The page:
Managing Costs of Horse Ownership on a Tight Budget

I am a simple person when it comes to buying things. It’s simple I simply don’t buy much stuff. When I need something I’ll spend the money with no regrets. I’ve always been kind of tight with my cash. I’m sure Suzy Orman would have a fun day examining what I spend my money on. I guess I could also call myself frugal to make it sound better.

Today the economy is in a shambles and nobody really knows when things are going to get better. Horse care can easily eat an entire money tree in one setting. Just the monthly feed bill a lone for some horse owners could bankrupt a small country.

We are all getting economic lessons just watch our politicians tell us what’s the best way to spend our money.

I think the economy being bad is good for at least one reason. Most of us are all being forced to learn how to do more with less. I think being frugal teaches us to be better horsemen and horsewomen.

It means you could be forced to learn more about the feeds you buy. It could mean you have to learn to do tasks that you had paid someone to do in the past. It means we have to learn to be more self reliant. It’s that what being a good horseman or horsewoman all about anyway, being independently full of self worth? Do you know how to give a vaccination shot to your horse? How about learning to trim your horse’s feet?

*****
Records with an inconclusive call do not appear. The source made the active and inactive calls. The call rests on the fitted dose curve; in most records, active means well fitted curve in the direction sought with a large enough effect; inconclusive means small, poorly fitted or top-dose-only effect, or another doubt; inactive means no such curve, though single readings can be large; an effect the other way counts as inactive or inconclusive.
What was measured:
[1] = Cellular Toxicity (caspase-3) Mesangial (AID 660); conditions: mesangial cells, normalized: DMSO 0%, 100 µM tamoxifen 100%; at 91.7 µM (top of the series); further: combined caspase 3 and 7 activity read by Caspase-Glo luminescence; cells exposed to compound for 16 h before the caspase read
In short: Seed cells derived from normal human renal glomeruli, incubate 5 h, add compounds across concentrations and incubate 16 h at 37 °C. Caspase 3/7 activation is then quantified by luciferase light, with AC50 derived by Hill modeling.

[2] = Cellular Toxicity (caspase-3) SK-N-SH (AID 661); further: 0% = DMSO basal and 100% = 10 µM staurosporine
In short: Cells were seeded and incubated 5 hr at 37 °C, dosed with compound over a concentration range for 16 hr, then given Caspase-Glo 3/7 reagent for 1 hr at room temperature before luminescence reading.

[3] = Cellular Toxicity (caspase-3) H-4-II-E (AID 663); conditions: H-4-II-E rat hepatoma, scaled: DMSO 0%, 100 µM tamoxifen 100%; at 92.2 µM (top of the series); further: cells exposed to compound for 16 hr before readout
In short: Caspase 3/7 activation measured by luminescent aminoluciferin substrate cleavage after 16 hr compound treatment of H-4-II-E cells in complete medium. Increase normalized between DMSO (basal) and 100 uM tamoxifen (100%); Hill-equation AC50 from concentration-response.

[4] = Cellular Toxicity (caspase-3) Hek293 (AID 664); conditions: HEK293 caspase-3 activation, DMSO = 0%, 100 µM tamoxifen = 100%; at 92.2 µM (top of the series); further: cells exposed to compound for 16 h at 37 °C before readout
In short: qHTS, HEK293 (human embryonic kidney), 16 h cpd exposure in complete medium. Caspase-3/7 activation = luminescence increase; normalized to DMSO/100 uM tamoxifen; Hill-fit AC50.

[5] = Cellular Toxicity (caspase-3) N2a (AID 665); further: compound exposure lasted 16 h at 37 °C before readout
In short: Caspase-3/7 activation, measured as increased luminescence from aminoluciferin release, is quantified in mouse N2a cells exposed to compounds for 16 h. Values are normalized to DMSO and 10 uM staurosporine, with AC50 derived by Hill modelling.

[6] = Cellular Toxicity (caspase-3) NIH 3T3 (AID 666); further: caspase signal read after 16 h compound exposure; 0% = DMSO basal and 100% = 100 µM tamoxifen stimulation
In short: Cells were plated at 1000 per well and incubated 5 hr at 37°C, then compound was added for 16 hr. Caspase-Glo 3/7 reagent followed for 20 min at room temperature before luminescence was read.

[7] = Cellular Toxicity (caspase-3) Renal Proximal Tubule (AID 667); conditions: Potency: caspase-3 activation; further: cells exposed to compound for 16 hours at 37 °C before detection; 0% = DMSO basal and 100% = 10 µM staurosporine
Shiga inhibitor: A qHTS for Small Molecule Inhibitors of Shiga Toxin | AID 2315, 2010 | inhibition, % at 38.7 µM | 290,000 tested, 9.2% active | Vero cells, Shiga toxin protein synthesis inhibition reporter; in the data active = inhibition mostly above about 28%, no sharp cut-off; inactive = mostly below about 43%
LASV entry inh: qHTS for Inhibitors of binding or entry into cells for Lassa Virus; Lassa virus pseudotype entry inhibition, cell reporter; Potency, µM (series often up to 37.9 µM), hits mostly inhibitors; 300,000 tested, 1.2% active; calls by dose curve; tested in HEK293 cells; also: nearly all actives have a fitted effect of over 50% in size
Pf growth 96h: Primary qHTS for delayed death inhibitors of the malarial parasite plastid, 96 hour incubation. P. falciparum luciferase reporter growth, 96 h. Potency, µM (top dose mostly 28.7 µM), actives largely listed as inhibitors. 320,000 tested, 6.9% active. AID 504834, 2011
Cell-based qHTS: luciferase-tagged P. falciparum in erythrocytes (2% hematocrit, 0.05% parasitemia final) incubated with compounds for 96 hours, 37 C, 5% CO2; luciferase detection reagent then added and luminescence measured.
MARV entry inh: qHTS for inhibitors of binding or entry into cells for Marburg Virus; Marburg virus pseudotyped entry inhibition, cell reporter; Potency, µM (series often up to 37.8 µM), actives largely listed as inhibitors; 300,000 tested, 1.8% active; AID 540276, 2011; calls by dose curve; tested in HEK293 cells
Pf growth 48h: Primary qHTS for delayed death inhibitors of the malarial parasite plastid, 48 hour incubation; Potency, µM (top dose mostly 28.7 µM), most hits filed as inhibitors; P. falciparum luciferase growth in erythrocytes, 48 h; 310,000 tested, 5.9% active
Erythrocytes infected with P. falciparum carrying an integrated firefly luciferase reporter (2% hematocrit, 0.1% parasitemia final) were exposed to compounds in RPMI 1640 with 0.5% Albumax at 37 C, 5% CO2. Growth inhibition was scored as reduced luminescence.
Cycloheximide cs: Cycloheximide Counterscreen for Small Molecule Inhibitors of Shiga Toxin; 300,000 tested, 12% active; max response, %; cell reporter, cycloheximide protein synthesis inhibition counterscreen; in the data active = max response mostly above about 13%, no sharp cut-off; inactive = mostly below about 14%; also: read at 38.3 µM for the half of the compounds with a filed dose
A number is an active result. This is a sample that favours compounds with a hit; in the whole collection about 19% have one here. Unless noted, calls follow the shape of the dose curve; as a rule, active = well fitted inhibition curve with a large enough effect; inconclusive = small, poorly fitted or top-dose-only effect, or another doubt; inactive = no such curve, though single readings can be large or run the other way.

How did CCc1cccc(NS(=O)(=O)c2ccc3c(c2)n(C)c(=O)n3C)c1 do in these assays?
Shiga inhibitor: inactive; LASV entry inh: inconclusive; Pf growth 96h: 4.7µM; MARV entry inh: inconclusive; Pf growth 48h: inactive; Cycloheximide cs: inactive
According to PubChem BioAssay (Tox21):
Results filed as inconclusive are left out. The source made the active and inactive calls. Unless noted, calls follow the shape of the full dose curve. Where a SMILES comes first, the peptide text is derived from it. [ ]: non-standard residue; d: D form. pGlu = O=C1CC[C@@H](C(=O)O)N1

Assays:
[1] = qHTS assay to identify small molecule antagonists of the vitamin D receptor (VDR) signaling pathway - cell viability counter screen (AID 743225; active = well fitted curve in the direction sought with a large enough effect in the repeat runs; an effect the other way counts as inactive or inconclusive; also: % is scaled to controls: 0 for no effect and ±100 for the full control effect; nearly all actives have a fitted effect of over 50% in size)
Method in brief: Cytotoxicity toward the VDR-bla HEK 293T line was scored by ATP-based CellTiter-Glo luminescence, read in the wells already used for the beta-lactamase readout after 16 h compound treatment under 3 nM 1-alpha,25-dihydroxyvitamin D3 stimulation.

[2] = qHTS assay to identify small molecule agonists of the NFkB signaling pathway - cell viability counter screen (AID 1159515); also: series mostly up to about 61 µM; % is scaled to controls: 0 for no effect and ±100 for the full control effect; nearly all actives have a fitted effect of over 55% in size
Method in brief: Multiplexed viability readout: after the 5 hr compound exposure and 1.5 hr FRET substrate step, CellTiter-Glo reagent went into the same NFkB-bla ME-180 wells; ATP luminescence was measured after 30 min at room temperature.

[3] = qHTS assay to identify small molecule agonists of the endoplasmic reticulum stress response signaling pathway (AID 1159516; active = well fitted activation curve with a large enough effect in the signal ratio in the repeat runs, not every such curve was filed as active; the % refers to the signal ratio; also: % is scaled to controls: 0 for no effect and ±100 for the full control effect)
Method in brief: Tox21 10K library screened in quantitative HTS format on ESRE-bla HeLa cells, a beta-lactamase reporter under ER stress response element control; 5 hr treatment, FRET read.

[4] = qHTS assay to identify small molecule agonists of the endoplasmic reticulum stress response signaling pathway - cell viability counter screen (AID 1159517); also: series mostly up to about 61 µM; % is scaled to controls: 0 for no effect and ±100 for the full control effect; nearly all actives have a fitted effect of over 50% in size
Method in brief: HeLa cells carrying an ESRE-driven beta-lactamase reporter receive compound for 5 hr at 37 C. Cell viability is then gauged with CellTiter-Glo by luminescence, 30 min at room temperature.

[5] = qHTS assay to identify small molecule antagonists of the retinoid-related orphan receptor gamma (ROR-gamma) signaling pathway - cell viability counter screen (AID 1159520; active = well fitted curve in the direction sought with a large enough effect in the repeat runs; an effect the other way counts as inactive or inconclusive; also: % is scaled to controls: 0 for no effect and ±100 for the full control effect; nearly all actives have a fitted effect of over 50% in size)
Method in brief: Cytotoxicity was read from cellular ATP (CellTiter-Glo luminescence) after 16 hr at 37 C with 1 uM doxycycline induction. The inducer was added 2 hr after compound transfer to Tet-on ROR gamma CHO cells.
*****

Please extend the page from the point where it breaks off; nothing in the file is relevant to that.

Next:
I mean do you really need that new halter that you used once and is now hanging on a tack hook for the last 8 months? You can make rope halters using instructions from the internet online. They are a fraction cheaper than buying from a nationally known trainer. The internet bidding sites also have great deals. Have you thought about maybe not buying horse treats and maybe making your own?

You could even sell them and make a little money. You could make it rich and then you wouldn’t have to worry about a budget anymore. You could also tray cheaper more natural treats like carrots or apples that you grow in your yard. Have a group tack sale to get rid of some of your old or things you haven’t used in a long time. There are always opportunities for good ideas.

Maybe you could discuss at your local horse association meetings different ideas to save money. It may break the stale meeting stuff that it always talked about. Buying in bulk usually saves some money. Perhaps you go in with a group of friends and buy a large volume of hay at one time and possibly save some cash. Buying feed straight from a producer may also save money.

Perhaps too you can examine if your horse really needs a concentrate feed. I think most horses do just fine on hay and grass. Treats and concentrate feed may be adding pounds to an already overweight horse. More health problems are associated with overweight than underweight.

Sometimes you can get cheaper products that are designed for humans that cross over to horse uses. Hygiene products crossover well. You could invent or produce a product that is cheaper and works better than what is already on the market. Hard times causes you to use your imagination and wits. Both of which most horse people have a lot of.

Don’t think of being on a tight budget for your horse as a bad thing. Look at it as a great opportunity to find great opportunities. If you really want to spend something on your horse then spend more time with him. Use the bad economy and as a good chance to spend more quality time doing the fun stuff, which of course is horse stuff. Give your horse some TLC, Trust, Leadership & Communication it costs nothings but your time.

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